E-commerce is taking its toll on the trucking industry. Drivers earn higher wages, drive fewer kilometers, and spend more time at home.
For decades, the United States has relied on the trucking industry to move goods from coast to coast. Commercial trucks were an effective and efficient means of moving goods from the place of origin to store shelves. Since 2000 e-commerce sales have grown steadily.
E-commerce has had a tremendous impact. Shopping online has become popular due to its convenience. It also increased competition, which offers more choices and reduces prices for consumers. With the increasing use of smartphones and tablets, a person can buy things from anywhere. Electronic commerce is no longer just about the home computer.
Walmart is attracting truck drivers to its private fleet by offering double the average wage for significantly shorter trips. This is just one of many examples of how the trucking industry is changing under the influence of the rise of e-commerce.
This spring, a key retail player unveiled its plans to increase pay for drivers who deliver groceries and merchandise to Walmart stores and warehouses.
Drivers working for Walmart will be able to earn an average of up to $110,000, nearly double the current average wage in the trucking industry. Previously, drivers working for the company in their first year earned an average of $87,500. This is a clear demonstration of what the company is willing to do in a tough labor market to hire truck drivers.
The growth in demand for fast delivery and the resultant development of e-commerce in the past few years has constrained the trucking industry to restructure. There are more trucks on the roads, and the average trip time is decreasing.
In this way, truckers have more opportunities for higher earnings with shorter routes, giving them a chance to spend more time with their families.
However, because of this, the constant shortage of drivers in the traditional trucking industry will be exacerbated even further. Trucking employers, which include trucking companies, are already beginning to have trouble recruiting and retaining qualified candidates because of the difficult working conditions. With such fierce competition offered by e-commerce giants, an exodus of the best and most experienced drivers from conventional fleets is inevitable.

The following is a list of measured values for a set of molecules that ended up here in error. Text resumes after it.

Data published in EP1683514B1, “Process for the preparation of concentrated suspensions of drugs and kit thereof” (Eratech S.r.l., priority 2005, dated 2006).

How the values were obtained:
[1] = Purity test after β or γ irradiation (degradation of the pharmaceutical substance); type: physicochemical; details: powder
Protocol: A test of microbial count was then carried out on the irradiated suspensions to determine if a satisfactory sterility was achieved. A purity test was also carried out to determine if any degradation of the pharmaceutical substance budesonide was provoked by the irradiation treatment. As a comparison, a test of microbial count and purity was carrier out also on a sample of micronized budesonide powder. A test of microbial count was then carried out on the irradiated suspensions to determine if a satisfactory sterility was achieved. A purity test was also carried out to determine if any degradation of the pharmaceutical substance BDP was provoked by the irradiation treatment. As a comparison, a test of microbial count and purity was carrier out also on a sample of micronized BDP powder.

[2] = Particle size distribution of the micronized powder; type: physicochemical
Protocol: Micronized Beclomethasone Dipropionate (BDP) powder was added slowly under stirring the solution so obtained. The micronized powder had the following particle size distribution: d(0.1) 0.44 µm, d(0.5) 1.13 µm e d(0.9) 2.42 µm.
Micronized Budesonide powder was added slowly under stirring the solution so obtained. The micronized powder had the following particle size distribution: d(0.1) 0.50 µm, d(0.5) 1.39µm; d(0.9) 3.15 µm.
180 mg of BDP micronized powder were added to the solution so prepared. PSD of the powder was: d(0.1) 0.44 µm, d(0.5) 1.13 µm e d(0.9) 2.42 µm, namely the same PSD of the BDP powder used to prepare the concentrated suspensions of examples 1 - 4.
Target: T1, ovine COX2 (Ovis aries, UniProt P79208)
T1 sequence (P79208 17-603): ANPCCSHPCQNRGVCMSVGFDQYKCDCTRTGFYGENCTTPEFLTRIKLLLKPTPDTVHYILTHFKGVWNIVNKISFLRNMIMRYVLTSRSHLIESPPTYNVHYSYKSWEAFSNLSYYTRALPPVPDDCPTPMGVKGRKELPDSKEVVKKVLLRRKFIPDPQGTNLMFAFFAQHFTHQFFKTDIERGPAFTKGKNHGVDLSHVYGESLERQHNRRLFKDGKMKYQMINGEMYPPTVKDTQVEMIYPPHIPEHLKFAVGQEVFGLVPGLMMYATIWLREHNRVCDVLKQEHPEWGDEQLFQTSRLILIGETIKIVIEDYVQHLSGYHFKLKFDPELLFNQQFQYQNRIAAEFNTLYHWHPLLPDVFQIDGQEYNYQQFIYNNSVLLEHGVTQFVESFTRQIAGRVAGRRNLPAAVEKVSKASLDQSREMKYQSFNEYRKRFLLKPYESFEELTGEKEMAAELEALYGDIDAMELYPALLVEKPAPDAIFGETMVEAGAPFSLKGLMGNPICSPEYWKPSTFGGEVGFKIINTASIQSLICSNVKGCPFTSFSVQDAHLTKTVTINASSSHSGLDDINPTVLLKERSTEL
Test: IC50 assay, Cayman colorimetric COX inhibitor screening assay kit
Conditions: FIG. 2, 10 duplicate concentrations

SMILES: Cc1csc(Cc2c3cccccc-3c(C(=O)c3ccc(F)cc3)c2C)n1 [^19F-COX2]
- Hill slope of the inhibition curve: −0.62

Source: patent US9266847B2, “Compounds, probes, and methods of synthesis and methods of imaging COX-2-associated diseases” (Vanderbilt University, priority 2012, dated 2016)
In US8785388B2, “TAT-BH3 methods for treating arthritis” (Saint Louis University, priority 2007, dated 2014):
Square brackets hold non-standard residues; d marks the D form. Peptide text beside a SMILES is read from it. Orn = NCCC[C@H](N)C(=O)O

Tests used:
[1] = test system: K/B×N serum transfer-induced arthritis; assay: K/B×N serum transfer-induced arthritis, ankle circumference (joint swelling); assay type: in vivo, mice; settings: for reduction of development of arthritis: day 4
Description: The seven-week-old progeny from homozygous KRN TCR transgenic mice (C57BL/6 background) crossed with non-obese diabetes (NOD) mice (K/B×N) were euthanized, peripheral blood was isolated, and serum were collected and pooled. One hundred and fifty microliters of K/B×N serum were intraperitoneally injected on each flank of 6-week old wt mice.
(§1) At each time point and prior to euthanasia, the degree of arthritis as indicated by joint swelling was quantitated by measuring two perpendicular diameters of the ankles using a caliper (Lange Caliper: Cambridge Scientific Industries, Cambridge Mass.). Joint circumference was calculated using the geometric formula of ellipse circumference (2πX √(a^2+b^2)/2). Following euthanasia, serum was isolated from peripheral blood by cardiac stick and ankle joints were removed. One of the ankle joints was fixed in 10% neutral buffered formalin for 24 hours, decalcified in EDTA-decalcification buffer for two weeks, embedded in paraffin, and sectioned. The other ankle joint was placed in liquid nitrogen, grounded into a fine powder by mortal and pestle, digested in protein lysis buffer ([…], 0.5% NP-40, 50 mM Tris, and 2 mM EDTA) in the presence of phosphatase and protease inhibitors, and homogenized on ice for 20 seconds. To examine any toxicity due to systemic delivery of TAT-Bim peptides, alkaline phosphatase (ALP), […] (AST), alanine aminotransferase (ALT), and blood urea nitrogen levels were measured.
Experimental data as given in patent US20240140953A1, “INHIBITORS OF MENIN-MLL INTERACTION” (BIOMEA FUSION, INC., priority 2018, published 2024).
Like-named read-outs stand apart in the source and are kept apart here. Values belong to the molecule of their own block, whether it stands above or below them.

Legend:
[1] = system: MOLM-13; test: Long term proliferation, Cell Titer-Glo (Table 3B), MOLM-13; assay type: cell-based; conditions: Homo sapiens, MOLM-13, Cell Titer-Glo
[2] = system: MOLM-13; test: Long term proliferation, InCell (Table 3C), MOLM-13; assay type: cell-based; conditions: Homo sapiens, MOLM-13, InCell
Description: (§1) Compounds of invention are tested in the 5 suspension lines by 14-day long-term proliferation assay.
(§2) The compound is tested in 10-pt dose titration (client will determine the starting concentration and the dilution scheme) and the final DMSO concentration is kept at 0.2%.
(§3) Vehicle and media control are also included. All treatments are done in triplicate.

E-commerce is creating massive additional demand for short-haul trucking and warehouse jobs, making trucker positions harder to fill. Long hours away from home and high turnover rates are forcing truck drivers to look for work elsewhere.
As we can see, the growth of e-commerce is becoming another complementary factor, competition from other industries, and driver retirements, contributing to the shortage of qualified truckers across the country.
Walmart is the largest private trucking company in the United States. Their fleet currently has more than 12,000 drivers. Working for this company is becoming increasingly attractive to those who want to earn more income with less time on the road. The migration of drivers is inevitable.
Most skilled drivers find it highly appealing to work for e-commerce companies. It’s an opportunity to work closer to home and get shorter work trips.
Average wages for truckers in the U.S. have risen in recent years, thanks to the competition that attracts and retains qualified drivers. All the more, during the pandemic, supply chain problems have made it difficult to deliver goods everywhere.
In fact, we are now in a tight market for drivers, where wages continue to rise. From the point of view of the truckers themselves, this is certainly a good thing, because people engaged in such a hard profession should earn more and have better benefits. But the outlook for truck fleets does not look very rosy.
In order to retain employees, transportation companies also have to offer better terms to drivers and HMD Trucking is no exception. You can find out the average wage they offer at hmdtrucking.com.
However, it is worth noting that the hiring standards at Walmart and other e-commerce companies are very high and it is not easy to get a job there. You have to work hard because the training and testing are very intense. To get the job, you have to be the best of the best.
The best example to understand how e-commerce has changed the trucking industry is the significant reduction in the average trucking volume across the industry. Over the past two decades, the average trucker crossing multiple states to deliver goods has dropped from 800 miles to 500 miles. There are more loads, and fewer miles with the pay steadily rising.
Before the heyday of e-commerce, the biggest retailers had three to five distribution centers across the country where shipments were delivered by truck. Now there are dozens of them.
Also in the last decade, consumers prefer home delivery and delivery times have become shorter.
As a consequence, trucks that used to travel 130,000 miles a year now travel about 100,000 miles, as the industry has evolved at a very high rate over the past two decades.